Henry James Nicholas’ Victoria Cross is one of only 11 awarded to soldiers of the New Zealand Army during the First World War and the first to be awarded to a person from Canterbury.
Born in Lincoln in 1891, Nicolas volunteered for service in the First World War on 8 February 1916 (having already been turned down once for service due to poor teeth). After training at Sling Camp on the Salisbury Plains in England, like many other Canterbury soldiers, he went on to fight in France, including in well-known battles such as those at the Somme and Messines.
On 11 January 1918, Nicholas was presented the British and Commonwealth’s highest military award, the Victoria Cross, ‘for most conspicuous bravery and devotion to duty in attack’ during a charge against German forces at Polderhoek Chateau in Belgium. In this charge he overcame 16 German soldiers, took four prisoners and captured the enemy machine-gun.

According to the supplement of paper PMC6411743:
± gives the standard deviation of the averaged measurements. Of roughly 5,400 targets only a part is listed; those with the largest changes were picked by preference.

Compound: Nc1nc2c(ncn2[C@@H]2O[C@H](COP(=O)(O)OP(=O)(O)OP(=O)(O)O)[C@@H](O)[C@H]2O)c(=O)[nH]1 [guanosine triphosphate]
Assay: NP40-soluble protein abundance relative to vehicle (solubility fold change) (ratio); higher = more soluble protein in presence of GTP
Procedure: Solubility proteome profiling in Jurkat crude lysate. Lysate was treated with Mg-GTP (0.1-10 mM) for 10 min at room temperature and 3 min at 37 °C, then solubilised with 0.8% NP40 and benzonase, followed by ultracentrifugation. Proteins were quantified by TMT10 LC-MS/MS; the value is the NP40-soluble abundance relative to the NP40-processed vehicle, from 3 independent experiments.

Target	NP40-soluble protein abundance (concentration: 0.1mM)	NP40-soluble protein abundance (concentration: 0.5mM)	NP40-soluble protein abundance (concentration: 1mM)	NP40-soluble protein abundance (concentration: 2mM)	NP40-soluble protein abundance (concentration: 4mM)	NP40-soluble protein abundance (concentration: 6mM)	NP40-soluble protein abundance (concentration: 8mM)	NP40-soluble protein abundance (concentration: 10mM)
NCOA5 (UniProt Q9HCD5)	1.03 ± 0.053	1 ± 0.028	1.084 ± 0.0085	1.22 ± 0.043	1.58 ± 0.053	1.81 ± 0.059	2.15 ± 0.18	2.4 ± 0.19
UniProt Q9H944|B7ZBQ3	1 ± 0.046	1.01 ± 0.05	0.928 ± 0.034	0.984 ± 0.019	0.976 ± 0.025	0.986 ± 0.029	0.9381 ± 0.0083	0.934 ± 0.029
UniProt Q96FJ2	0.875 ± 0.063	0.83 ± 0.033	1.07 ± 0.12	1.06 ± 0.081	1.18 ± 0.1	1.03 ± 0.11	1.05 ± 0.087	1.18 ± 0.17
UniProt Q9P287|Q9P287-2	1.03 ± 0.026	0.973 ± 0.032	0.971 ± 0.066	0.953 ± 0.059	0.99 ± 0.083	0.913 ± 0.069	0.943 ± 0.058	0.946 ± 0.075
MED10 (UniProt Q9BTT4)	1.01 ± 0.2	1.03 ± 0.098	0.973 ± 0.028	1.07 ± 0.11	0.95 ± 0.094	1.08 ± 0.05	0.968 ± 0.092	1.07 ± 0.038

Tragically, Nicholas was killed only 19 days before the armistice, on the evening of 23 October 1918, when on guard duty near Le Quesnoy. He was just 26 years old when he died. When you next visit the Museum, see if you can find Nicholas’ Victoria Cross, Military Medal, Victory Medal and British War Medal after you climb the stairs to our Costume Gallery. Several other items, including a letter sent from Nicholas’ sweetheart Ethel Martin, are also held behind the scenes at the Museum.